Champorcher, IT


Designing is fun, especially when it is inspired by the beautiful sites and sounds of Italy. I cherish my time in Italy, or anywhere I go, because it allows me to reset my lens. Travel enhances and influences all of my collections, which is why my trips to Italy are peppered with detours. My first stop this year was the isolated hamlet of Champorcher nestled in the far northwest corner of Italy amidst the Aosta Valley and the Italian Alps. I rented a chalet for three days with the objective of doing some strenuous hiking and taking in the silence. The roaring of the waterfalls, force fed by snow melt, is part of the natural silence. I was in the middle of nowhere. I had planned the trip this way because I wanted some time to settle in and set goals for my upcoming meetings.

As I drove to the chalet, the fog thickened and my ears popped as I inched my way around the hairpin turns. As long as I drove twenty kilometers per hour with a visibility of fifteen feet, I figured I would have enough time to brake before careening over the cliff and straight to the bottom of Aosta Valley. I made it. Upon getting out of the rental car, I was instantly baptized by the fog and a layer of tiny water beads collected on my puffy vest by the time I got inside. The place was small and cozy, and the bed was located in a loft at the top of a well varnished ladder that did not play well with my cashmere socks. The loft was completely open and overlooked the living room nine feet below. If I rolled off, there was a chance I could land on the couch, but it was much more likely that the coffee table or antique hutch would brake my fall, as they were more in line with the bed. This wasn't the type of place you wanted to wake up in the middle of the night disoriented. There was also a low cathedral style ceiling over the bed that I imagined had taken a few whacks over the years.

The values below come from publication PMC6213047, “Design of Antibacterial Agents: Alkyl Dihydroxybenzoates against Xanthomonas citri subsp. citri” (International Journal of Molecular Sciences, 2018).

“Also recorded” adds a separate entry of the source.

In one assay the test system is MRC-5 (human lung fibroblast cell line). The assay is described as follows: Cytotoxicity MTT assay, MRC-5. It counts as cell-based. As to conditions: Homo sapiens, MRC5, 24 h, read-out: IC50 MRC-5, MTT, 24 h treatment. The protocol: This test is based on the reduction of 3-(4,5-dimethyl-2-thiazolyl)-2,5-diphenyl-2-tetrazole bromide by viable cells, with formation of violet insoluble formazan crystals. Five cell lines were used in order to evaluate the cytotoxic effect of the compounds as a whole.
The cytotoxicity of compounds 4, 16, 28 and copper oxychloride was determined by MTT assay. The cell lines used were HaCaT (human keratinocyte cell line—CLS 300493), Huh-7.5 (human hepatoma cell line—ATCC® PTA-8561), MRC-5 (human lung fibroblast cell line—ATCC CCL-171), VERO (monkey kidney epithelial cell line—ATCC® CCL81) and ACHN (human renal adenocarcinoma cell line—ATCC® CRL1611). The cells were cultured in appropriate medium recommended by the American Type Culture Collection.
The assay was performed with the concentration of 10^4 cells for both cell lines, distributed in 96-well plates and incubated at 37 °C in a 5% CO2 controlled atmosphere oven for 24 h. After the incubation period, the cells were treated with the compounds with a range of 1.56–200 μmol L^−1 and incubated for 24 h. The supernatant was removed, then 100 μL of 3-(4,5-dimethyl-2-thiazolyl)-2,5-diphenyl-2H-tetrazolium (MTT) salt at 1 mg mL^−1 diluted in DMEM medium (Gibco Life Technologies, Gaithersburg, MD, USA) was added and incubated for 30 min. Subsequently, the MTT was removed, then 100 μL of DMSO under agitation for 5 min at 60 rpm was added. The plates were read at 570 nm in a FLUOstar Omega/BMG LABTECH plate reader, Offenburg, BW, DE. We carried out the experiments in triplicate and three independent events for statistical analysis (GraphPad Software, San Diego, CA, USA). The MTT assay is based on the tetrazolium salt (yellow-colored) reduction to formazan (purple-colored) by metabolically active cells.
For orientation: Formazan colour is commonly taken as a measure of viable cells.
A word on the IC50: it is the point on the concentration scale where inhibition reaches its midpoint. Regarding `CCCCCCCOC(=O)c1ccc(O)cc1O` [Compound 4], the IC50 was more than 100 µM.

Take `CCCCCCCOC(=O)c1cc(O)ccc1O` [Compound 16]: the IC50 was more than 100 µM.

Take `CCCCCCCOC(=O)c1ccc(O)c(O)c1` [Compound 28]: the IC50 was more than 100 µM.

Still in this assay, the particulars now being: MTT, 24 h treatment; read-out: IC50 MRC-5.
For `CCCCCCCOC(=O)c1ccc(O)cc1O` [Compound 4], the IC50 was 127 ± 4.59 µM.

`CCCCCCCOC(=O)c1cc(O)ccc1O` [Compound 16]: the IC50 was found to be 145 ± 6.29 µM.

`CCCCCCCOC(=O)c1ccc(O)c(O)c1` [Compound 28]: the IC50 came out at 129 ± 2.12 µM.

The owner of the chalet left fresh bread, cheese, honey, coffee, and yogurt from the local market. Between the weather, my jet lag, and the snacks, all arrows pointed to the loft, and I opted to relax. The next few days carried on this way. Going to the little market and buying Parma ham, salami, cheeses, olives, bread, and pears, and taking it back to the house and devouring it. I bought extra and told myself it would last two days, but it didn't. Maybe in real life, but not on vacation in a mountain town in Italy...

With love,

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